Wild habitats. We will lose something deep within ourselves if we allow wilderness to disappear.  Wilderness is the core of the natural world and as Roszak (1992:14) points out it is a place where consciously or unconsciously “human nature is densely embedded”.

It is only through a sense of feeling for these extraordinary wild animals that wilderness has the potential to be protected into the future.

As a photographer I have sought to convey the subtle qualities and instinctive character of the animal in the wild, rather than the spectacle of the kill.  My work reflects quiet images.

Until recently, I worked as a Visual Arts lecturer at the Nelson Mandela University in Port Elizabeth, South Africa. This body of work has been photographed in the game reserves of Southern Africa.  Alongside, I have done award-winning design work for environmental and social non-governmental organisations as part of my contribution to the world.

The Nightfall series implies a state of unknowing.  Nightfall is a time for alertness, vulnerability, emotive tension.  The dark, a symbol of  intimacy, may be both a time of calm, of reflection, of procreation, of sleep, and a place of the fundamental loss of life, where the violence of hunting predators in the wild goes unrecorded, and the delicate impala run in scattering patterns to survive.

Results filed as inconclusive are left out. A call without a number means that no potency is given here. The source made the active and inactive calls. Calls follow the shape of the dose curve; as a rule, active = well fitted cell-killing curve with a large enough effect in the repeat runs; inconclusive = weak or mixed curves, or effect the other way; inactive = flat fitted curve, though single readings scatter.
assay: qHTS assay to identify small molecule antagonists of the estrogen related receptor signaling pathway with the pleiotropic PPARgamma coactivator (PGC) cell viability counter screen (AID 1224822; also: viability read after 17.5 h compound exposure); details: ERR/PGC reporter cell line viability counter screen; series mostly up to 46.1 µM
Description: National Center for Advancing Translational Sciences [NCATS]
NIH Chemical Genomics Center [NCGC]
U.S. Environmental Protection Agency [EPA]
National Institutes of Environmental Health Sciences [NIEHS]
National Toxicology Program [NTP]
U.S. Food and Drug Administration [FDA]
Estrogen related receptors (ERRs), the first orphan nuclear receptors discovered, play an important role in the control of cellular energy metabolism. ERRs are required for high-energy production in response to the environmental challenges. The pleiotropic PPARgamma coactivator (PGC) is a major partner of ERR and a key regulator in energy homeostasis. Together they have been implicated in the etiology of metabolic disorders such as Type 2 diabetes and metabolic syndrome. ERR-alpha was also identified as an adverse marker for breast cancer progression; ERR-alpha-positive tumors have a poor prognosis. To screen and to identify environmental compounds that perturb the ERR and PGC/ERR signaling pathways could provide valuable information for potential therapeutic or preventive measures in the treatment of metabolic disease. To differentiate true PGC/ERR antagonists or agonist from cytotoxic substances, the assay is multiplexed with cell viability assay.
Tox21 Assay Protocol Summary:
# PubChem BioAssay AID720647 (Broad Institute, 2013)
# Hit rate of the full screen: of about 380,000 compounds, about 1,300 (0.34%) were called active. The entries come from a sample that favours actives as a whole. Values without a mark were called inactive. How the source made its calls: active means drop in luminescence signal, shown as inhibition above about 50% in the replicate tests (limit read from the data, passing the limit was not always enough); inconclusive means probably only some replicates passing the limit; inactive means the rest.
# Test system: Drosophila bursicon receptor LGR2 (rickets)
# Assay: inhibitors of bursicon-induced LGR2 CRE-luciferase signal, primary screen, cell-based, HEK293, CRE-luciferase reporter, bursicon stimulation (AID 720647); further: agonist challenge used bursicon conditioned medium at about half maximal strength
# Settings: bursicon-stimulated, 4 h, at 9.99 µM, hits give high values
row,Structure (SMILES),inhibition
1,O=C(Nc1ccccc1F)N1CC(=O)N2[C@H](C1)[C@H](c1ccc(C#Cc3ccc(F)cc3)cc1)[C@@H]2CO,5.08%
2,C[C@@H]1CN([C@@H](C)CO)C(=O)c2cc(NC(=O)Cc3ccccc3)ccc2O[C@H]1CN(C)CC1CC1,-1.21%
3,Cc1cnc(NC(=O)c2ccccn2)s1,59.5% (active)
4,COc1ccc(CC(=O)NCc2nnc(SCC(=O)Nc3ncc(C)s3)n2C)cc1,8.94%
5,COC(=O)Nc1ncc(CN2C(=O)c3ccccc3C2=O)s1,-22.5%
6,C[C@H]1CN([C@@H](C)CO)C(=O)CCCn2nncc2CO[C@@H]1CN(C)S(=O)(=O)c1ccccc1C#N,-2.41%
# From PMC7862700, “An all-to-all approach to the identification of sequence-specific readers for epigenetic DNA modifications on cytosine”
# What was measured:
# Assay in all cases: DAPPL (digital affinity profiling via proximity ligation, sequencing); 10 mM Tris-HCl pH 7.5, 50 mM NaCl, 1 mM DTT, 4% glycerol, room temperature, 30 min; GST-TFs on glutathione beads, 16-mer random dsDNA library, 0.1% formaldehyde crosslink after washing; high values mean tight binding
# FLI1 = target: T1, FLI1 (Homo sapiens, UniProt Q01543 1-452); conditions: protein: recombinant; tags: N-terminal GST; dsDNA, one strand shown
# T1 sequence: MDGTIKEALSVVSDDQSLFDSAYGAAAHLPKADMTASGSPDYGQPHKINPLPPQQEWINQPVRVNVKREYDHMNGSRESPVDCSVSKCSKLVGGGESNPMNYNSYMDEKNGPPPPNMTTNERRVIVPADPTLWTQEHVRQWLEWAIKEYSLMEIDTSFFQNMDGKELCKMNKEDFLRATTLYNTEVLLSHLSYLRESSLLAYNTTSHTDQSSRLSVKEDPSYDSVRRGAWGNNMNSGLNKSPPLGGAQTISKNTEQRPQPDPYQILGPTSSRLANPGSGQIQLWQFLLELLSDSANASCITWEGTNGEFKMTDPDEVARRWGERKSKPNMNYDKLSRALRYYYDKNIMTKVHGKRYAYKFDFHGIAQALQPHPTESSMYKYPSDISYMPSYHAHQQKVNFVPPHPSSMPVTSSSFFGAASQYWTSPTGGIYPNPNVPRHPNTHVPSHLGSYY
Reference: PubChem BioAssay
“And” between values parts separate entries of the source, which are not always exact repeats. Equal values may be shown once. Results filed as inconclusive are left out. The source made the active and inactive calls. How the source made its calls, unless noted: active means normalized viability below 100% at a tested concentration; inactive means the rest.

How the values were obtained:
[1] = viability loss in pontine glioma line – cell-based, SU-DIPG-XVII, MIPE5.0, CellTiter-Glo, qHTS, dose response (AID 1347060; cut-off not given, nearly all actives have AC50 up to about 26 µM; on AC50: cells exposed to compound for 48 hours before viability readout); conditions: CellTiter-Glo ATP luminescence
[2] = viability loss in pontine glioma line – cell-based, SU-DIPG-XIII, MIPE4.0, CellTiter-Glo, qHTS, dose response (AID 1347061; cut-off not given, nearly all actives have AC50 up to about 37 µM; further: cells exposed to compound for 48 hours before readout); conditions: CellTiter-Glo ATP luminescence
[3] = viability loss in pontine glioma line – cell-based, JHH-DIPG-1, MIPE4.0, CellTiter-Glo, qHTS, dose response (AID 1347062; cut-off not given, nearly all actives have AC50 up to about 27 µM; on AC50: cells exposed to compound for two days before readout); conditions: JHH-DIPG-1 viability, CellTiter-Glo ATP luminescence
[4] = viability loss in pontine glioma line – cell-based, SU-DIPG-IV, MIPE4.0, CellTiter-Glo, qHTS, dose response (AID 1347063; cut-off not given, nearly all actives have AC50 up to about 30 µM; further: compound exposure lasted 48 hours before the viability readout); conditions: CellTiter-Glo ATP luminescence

The Fragile Wilderness series defends the intrinsic value of wild animals in wilderness environments. These natural ecosystems and the species that find a home in them, gift the world with biodiversity, precious water sources, vital gene pools, enriched learning and the revitalisation of the human spirit. 

Exhibitions

2007 Group exhibition The Red Location Museum

2019 Group exhibition Nelson Mandela University

2019 Group exhibition Bird Street Gallery

 

Private collections - South Africa, London, Belgium, Australia, Amsterdam, Colorado, USA, Virginia, USA.  

© 2017 by MARGOT MUIR.